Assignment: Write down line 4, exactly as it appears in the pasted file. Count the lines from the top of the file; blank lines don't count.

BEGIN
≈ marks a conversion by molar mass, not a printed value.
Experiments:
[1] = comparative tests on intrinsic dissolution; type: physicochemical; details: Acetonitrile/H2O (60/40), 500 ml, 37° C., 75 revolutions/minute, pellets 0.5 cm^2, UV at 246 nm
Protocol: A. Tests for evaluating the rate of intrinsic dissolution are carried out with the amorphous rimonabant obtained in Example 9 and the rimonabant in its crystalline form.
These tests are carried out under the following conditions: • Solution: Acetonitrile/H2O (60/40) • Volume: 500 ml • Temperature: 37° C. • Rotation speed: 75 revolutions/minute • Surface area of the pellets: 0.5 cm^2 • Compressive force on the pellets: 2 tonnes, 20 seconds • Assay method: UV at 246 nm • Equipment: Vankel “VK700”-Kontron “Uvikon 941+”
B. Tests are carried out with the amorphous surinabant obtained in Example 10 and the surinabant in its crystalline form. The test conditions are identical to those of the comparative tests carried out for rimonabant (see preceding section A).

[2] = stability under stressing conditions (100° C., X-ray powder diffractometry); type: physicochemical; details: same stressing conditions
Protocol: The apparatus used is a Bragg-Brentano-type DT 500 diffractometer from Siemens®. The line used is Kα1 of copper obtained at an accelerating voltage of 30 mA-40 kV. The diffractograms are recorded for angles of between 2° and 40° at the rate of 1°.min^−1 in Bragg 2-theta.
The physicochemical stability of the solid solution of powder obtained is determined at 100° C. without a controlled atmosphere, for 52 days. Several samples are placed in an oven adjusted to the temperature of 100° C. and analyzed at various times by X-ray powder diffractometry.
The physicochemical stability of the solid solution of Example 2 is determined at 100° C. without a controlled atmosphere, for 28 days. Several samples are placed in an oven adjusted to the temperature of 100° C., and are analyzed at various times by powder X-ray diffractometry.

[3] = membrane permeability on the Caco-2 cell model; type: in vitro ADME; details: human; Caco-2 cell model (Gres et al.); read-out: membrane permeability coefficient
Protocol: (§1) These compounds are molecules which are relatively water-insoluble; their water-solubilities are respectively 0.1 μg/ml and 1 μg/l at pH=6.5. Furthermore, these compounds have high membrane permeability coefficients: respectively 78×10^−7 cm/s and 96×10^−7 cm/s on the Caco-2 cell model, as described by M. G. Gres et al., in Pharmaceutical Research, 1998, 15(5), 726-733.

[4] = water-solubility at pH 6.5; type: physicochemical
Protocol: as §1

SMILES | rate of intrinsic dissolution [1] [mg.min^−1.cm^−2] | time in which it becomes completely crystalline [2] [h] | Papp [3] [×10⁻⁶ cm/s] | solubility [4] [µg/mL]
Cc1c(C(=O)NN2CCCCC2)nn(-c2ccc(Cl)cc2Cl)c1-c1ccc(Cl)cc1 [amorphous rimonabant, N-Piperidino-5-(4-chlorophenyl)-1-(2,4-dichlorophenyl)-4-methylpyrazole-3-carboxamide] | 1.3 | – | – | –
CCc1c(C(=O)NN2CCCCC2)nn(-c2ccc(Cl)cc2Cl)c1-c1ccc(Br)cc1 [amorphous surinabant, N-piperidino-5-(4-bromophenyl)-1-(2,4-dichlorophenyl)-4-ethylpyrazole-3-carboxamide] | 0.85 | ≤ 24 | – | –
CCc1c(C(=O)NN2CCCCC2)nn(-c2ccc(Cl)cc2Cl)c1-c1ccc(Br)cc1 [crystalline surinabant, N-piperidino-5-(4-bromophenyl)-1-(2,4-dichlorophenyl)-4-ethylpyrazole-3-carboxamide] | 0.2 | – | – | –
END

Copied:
Protocol: A. Tests for evaluating the rate of intrinsic dissolution are carried out with the amorphous rimonabant obtained in Example 9 and the rimonabant in its crystalline form.